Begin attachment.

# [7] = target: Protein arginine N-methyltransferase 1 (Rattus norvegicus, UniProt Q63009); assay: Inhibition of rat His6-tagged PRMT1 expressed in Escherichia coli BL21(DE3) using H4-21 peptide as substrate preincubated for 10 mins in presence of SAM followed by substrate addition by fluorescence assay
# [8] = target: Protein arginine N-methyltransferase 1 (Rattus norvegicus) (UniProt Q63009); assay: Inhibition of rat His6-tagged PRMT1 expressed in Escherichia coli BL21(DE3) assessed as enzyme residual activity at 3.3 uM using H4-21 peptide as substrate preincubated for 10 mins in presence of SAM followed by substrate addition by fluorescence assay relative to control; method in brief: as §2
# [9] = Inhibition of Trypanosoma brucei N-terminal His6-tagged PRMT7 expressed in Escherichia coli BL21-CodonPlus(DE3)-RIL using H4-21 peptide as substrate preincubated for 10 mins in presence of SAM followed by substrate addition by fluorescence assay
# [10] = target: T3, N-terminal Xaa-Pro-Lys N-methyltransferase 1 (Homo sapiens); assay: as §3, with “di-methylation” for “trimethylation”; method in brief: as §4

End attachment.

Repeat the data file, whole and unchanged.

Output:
# [7] = target: Protein arginine N-methyltransferase 1 (Rattus norvegicus, UniProt Q63009); assay: Inhibition of rat His6-tagged PRMT1 expressed in Escherichia coli BL21(DE3) using H4-21 peptide as substrate preincubated for 10 mins in presence of SAM followed by substrate addition by fluorescence assay
# [8] = target: Protein arginine N-methyltransferase 1 (Rattus norvegicus) (UniProt Q63009); assay: Inhibition of rat His6-tagged PRMT1 expressed in Escherichia coli BL21(DE3) assessed as enzyme residual activity at 3.3 uM using H4-21 peptide as substrate preincubated for 10 mins in presence of SAM followed by substrate addition by fluorescence assay relative to control; method in brief: as §2
# [9] = Inhibition of Trypanosoma brucei N-terminal His6-tagged PRMT7 expressed in Escherichia coli BL21-CodonPlus(DE3)-RIL using H4-21 peptide as substrate preincubated for 10 mins in presence of SAM followed by substrate addition by fluorescence assay
# [10] = target: T3, N-terminal Xaa-Pro-Lys N-methyltransferase 1 (Homo sapiens); assay: as §3, with “di-methylation” for “trimethylation”; method in brief: as §4